“Atom Egoyan adroitly directs Remember, a stripped-down drama built around a powerful and sometimes troubling performance by Christopher Plummer.  Unusually working from another writer’s script, Egoyan strips away the usual self-referential layers of his cinema to offer a spare, to-the-point execution of what is essentially a one-hero drama.

“The film follows Zev Guttman, an elderly resident of a care home, who is having dementia issues following the death of his wife. Guttman and his family complete the traditional Jewish mourning ceremonies, and it’s now time for Zev to undertake a secret mission, as agreed with fellow resident Max Zucker. Zev only intermittently remembers exactly what’s going on, but Max has planned everything, and sends Zev on the road with a stack of money and a set of instructions, including the purchase of a gun.

“Zev’s quest is to track down a fugitive German camp commandant who is living in North America under the assumed name Rudy Kurlander. Zev duly visits a number of Rudy Kurlanders, one of whom (Bruno Ganz)  believes that Hitler had the right idea but the wrong approach. Another Rudy is already dead, but Zev is welcomed into his house by the man’s affable state trooper son – the name of whose dog, Eva, is a clue to his political leanings. This is the film’s most gripping sequence, played with a streak of black comedy, and show-stealing support playing from Breaking Bad regular Dean Norris.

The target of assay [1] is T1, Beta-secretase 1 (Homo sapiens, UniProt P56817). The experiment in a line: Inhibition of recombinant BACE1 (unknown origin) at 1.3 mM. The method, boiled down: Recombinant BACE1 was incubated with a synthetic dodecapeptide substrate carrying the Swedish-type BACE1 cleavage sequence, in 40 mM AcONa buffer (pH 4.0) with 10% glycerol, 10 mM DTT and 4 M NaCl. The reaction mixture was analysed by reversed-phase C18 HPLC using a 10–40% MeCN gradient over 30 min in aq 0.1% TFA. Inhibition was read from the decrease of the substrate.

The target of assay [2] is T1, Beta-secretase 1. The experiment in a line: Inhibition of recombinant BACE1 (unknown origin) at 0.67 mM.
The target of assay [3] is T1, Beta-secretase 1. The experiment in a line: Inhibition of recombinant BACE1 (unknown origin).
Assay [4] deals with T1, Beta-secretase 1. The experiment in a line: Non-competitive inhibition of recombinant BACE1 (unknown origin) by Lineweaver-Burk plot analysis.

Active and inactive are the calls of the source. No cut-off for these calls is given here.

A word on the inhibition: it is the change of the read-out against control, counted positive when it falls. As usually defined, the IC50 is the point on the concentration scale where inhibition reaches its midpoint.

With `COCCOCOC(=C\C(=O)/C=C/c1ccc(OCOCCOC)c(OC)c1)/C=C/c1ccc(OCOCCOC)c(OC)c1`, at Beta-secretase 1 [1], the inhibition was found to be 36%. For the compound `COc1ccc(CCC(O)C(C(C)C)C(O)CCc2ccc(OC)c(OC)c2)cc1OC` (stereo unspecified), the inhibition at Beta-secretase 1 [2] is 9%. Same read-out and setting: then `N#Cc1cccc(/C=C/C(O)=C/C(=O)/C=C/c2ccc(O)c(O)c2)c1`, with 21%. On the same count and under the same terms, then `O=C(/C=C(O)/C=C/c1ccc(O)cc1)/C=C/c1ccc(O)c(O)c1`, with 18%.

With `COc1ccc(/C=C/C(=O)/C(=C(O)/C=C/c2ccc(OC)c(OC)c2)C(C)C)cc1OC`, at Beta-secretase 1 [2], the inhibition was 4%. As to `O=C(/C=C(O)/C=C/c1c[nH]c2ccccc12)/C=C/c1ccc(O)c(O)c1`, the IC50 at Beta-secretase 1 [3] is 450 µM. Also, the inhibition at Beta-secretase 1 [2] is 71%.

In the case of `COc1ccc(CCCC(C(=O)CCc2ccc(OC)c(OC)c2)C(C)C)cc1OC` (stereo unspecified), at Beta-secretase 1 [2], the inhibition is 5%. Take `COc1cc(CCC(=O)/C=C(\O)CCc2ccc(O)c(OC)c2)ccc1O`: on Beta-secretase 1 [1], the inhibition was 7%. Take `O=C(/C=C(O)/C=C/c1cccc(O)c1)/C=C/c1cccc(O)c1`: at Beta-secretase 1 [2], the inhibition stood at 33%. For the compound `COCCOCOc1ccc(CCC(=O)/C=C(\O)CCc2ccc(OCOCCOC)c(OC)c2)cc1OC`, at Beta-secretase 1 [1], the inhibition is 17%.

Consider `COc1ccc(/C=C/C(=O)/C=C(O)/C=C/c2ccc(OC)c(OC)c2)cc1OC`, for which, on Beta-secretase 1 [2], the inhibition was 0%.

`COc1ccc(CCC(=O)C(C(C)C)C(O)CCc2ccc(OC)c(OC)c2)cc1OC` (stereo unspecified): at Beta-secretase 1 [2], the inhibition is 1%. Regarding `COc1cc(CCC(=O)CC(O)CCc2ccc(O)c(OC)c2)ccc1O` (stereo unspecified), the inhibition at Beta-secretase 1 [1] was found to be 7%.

“Along the way, Zev’s determination is occasionally ruffled by such moments of truth, and by the painful realities of his decline, from memory loss to incontinence – but Plummer gives his beleaguered seeker dignity, charisma and vulnerability in astutely dosed measure.

“The climax packs a surprise. The film benefits from using its memory loss theme sparingly, rather than go the full nine miles.” - Screen Daily


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